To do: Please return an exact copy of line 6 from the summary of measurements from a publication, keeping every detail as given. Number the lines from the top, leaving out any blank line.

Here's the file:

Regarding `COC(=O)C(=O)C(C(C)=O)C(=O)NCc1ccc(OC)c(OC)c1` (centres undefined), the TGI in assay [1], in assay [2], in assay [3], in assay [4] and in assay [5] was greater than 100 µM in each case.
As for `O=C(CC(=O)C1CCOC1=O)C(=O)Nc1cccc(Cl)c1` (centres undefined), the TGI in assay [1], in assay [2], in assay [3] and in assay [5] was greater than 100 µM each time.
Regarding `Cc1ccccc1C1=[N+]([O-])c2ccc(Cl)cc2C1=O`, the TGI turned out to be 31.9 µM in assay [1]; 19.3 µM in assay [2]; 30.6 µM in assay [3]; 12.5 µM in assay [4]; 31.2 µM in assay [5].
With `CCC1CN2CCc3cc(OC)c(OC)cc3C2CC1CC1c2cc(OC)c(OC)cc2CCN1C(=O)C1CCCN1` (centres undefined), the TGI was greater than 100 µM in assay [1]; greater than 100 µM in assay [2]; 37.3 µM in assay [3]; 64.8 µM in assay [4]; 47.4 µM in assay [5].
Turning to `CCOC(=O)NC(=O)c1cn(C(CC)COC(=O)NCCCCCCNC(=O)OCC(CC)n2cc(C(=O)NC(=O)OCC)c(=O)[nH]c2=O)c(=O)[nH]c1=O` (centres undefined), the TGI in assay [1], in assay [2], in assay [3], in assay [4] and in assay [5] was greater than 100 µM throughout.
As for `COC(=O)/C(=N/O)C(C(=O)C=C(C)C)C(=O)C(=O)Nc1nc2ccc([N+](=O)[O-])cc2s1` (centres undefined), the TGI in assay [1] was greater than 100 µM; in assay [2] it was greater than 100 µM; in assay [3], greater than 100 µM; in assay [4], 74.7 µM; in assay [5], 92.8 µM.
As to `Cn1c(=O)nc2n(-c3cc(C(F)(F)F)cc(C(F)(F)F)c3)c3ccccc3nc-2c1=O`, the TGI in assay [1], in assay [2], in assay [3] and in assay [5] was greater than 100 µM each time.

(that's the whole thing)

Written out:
As for `COC(=O)/C(=N/O)C(C(=O)C=C(C)C)C(=O)C(=O)Nc1nc2ccc([N+](=O)[O-])cc2s1` (centres undefined), the TGI in assay [1] was greater than 100 µM; in assay [2] it was greater than 100 µM; in assay [3], greater than 100 µM; in assay [4], 74.7 µM; in assay [5], 92.8 µM.